Sykkuno, one of Twitch’s top streamers known for his wholesome demeanor and for playing games like Among Us and GTA Online, left the Amazon-owned platform for the red pastures of YouTube Gaming this month. The move shocked the livestreaming space because Sykkuno was something of a household name on Twitch, boasting four million followers and 103 million total views since becoming a more consistent streamer in April 2019. However, the switch made sense for him because, as he revealed during his first-ever YouTube Gaming livestream, the Google-owned platform offered him a slightly better deal, and Twitch gave his name a…
Pokimane, one of Twitch’s biggest and most popular streamers with over 8.5 million followers, was banned from the platform last night while streaming the cartoon Avatar: The Last Airbender. The ban is temporary, according to Pokimane, but is a sign that Twitch’s growing “TV Meta” is probably going to cause further problems for big and small streamers.
When Kaitlyn “Amouranth” Siragusa isn’t getting banned from Twitch for things like wearing a horse mask and suggestively slurping a microphone, she’s pulling huge viewership numbers month after month. Not only was she Twitch’s leading female streamer for October, she accrued almost as many view hours as the next two biggest female streamers combined.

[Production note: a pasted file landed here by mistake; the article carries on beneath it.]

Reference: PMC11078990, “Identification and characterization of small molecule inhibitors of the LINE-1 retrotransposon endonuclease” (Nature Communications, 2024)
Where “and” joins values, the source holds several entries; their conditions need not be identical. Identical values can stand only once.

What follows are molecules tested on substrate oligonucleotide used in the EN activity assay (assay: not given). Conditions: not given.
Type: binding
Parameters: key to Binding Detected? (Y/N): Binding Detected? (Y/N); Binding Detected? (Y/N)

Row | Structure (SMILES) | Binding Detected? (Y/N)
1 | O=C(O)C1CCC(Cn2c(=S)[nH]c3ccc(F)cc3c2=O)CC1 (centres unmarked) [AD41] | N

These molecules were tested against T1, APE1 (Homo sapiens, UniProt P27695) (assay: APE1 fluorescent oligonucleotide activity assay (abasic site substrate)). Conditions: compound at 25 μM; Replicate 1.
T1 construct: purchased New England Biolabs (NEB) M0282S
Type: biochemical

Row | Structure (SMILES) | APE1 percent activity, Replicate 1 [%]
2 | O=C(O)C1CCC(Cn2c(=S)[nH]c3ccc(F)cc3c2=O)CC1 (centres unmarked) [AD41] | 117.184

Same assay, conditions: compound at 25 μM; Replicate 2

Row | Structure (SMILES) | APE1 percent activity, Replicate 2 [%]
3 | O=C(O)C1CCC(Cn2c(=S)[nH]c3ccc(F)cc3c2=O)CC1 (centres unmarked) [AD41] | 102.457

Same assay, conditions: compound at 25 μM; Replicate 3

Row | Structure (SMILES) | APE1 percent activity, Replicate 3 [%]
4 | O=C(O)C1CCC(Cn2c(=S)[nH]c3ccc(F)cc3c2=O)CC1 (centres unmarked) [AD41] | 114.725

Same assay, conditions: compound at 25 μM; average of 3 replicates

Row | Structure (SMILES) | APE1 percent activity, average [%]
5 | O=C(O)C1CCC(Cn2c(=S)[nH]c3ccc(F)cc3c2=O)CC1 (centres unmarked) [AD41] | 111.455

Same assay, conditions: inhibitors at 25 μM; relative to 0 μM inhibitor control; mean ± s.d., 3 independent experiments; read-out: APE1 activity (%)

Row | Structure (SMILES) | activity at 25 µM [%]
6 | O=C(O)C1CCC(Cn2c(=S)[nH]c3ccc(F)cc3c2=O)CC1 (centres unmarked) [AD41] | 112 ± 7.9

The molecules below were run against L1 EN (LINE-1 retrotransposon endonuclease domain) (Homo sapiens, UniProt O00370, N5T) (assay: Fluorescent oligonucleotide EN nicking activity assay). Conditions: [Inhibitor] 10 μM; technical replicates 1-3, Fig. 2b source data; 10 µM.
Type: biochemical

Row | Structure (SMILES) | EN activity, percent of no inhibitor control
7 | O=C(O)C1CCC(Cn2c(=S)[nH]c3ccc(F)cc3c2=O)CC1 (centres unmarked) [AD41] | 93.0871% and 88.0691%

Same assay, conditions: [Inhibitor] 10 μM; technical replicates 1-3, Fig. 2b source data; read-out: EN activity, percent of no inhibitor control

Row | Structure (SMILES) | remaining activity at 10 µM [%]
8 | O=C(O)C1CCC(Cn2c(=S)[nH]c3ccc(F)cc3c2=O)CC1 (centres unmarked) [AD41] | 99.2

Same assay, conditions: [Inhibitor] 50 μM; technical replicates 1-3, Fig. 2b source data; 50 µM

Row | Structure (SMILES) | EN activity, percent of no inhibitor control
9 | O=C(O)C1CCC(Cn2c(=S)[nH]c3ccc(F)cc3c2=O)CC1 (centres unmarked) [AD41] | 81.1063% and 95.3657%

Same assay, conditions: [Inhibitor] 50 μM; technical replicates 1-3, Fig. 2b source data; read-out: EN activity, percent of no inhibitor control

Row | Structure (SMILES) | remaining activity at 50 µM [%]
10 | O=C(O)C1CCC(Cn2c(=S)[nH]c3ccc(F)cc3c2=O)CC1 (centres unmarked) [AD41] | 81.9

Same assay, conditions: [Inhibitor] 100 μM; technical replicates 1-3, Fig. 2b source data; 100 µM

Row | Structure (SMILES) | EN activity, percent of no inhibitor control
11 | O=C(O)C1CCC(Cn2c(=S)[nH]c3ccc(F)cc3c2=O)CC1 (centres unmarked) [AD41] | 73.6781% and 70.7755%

Trends come and go on Twitch, but the Blood God is forever. Or at least, that’s the impression I get from a cult dedicated to this imaginary deity is one of the central throughlines between Rust role-playing’s first popularity explosion late last year and its latest, which is happening right now. This time, though, the cult has a living, breathing soundtrack, and it is sensational.
At this point, there are more parody hot tub streams on Twitch than actual hot tub streams—so much so that one now holds the distinction of being the most viewed hot tub stream of all time. Credit where credit’s due, though: Minecraft megastar George “GeorgeNotFound’’ Davidson at least went out of his way to make his take on tub boy summer as viscerally upsetting as possible.
Right now, if you digitally eavesdrop on any given conversation in the fandom surrounding OfflineTV, a beloved streamer house racked by allegations of inappropriate behavior, you’ll likely find people debating the idea of forgiveness. Should fans forgive faves who’ve fessed up? Can they, given that they’re just bystanders?